River Talk, Harvesting and New Ideas!
The river is lower this week, thanks (or not) to the declining number of storms coming through the Canyon. She’s still sandy and far from clear, and you’re likely to sink at least to your knees should you try to get from bank to bank. It does make for lovely swimming though, as the current pulls you down through the Willows and Alder on either side, and the sand softly strokes your skin.
Late Summer smells something like heaven here: wet and green and laden with storm turned soil. Since the river is so sandy, and the banks are so muddy, we’ve been going to town on the trail up the mountain. It’s only a little over a mile to the parking area up there where we leave vehicle, but some of it’s steep switchbacks on loose gravel which makes for a challenging walk if you’re carrying much of anything. I’m easily distracted from the weight this time of year though, by the beautiful plants adorning the forest floor. The trail winds upwards through old Ponderosa Pine forest where Yellow Flax, Pale Hyssop, Pague, Oregon Grape Root, Blisswort, Yarrow, Brickelbrush and Epazote abound. We’ve also been harvesting lovely golden Bolete mushrooms from under the wet pine needles to sautée with onions and serve over Elk and Summer Squash Stirfry.
It’s prime Nettle seed (well, they seem more like fruit, but here the technical term is nut) season so I’ve been harvesting every chance I get, I try to wait until they’re perfectly ripe and drooping heavily against the stems. I’ve also discovered a local variation of Stachys with huge red flowers and a delectable fruity mint scent.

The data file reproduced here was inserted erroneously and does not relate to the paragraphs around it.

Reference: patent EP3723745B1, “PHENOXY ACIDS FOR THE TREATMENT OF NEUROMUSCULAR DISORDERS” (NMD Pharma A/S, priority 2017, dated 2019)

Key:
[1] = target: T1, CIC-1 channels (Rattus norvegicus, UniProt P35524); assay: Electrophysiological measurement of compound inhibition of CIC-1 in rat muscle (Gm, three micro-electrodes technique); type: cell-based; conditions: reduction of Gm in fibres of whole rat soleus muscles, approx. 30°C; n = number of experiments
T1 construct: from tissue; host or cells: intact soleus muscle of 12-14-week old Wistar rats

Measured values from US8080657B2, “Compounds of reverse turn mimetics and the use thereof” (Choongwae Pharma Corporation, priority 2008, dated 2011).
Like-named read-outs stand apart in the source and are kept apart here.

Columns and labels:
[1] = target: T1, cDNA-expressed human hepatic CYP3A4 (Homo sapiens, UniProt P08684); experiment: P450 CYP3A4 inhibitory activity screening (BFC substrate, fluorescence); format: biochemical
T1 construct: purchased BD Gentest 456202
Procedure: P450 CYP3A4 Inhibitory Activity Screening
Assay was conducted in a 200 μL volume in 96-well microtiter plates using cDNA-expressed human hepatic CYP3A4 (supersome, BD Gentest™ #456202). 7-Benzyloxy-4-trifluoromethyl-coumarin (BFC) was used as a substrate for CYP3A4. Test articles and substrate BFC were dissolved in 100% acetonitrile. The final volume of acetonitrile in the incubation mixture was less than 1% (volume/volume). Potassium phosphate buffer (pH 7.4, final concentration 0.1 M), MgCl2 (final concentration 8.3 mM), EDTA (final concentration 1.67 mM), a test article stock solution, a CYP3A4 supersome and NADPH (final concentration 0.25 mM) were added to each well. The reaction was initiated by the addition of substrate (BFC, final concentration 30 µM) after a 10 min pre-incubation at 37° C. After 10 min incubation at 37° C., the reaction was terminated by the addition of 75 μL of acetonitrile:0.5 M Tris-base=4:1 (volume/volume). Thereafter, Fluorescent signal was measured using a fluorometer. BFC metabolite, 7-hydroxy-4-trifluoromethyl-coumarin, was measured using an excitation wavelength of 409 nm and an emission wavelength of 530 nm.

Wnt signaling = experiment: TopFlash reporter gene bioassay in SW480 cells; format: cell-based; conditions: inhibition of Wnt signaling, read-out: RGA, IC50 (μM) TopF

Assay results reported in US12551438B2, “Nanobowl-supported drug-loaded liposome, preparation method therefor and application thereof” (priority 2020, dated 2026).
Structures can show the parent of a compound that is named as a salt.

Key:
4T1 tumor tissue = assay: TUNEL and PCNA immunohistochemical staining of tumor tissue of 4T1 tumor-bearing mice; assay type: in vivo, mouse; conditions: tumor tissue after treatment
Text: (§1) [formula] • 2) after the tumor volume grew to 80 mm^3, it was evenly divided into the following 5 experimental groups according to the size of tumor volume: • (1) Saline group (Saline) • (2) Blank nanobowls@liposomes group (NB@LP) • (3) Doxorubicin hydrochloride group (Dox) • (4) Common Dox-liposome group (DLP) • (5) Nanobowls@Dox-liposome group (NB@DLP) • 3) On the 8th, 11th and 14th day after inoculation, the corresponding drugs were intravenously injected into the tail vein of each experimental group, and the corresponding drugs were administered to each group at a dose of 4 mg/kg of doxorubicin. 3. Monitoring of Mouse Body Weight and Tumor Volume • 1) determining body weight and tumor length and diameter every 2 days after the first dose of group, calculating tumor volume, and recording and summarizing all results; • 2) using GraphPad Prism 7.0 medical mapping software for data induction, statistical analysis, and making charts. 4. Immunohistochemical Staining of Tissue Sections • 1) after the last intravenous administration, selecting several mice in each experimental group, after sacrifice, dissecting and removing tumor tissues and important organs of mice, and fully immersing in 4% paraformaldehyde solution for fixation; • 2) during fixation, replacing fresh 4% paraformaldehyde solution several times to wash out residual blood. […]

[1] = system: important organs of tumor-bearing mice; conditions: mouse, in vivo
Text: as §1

Although I’m also writing several magazine columns, working on student curriculum, updating the website, planning this Fall’s restoration efforts, creating an online student forum and catching up on emails I’m aiming to post a bit more frequently here, hopefully at least three times a week not counting the weeks I have events (just two more this year) or workshops to teach. Did I mention I’m writing several books? Yes, I’m busy, but I still seem to manage to spend lots of time working with students and clients with herbs and even out rolling around in the wild green yonder.
Expect some interesting new series type posts here as well, including one on women in the wilderness, one on preparing and preserving primal foods, one on talking to plants, and one on the ceremonial uses of plants.
There appears to be a storm rolling in, so I think I’ll just go take myself a hot juniper wood-fired bath in the claw-footed tub, there’s nothing like a Rose petal scented bath out in the pouring New Mexico rain.